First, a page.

Apple, Penguin and Macmillan want to protect the so-called agency model that lets publishers -- not vendors -- set e-book prices, said the people on April 5, who declined to be identified because they weren’t authorized to speak publicly.
The government is seeking a settlement that would let Amazon and other retailers return to a wholesale model, where retailers decide what to charge customers, the people said. A settlement could also void so-called most-favored nation clauses in Apple’s contracts that require book sellers to provide the maker of the iPad with the lowest prices they offer competitors, the people said.
I think most people (who aren't following this very closely) are going to read this and think it's great news, and that they'll somehow benefit in the long run, if the DOJ prevails.
Anyone who think that hasn't been paying much attention.
A victory here, and a return to the wholesale model, simply extends Amazon's control of the ebook market. I like Amazon, and I like a lot of what they're doing in the space, but no one can compete against Amazon NOW, let alone if they're allowed to go back to selling books at a loss, with an 80% share of the market.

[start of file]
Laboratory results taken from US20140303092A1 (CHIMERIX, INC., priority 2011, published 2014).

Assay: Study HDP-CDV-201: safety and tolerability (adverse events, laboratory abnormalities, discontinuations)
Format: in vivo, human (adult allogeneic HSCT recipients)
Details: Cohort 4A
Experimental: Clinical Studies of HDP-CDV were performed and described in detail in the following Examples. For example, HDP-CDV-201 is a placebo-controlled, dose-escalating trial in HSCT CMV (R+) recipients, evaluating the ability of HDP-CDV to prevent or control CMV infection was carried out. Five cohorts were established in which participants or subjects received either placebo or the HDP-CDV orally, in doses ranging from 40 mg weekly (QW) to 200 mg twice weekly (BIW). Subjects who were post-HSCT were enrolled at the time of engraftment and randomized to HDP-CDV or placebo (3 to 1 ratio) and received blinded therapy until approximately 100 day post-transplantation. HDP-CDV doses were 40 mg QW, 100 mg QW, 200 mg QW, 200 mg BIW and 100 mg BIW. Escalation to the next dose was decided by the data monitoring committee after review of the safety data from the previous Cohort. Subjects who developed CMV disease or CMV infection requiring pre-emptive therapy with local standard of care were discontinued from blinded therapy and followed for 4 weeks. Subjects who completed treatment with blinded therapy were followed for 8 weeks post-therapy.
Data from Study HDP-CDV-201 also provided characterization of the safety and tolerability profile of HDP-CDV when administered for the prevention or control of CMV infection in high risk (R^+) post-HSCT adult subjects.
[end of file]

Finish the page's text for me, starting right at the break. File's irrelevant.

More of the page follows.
Barnes and Noble? Goes out of business. (Hope you weren't too fond of your Nook.)
Your local bookstore? Probably goes out of business.
Apple? Well, they're not going out of business, but iBooks certainly won't be able to compete, because I doubt Apple has any interest in selling anything at a loss, which means no one will buy from Apple.
Still, you might think that you don't care if Amazon has a monopoly, because you own a Kindle and it means you'll get dirt cheap books, right?
What makes anyone think Publishers won't simply retaliate, or retreat, or totally undermine the market due to being forced into a corner by a monopolistic retailer?
Publishers are already skittish and behind the times.
They're not going to hand their industry to Amazon.
Of course, all of this assumes the DOJ wins their lawsuit.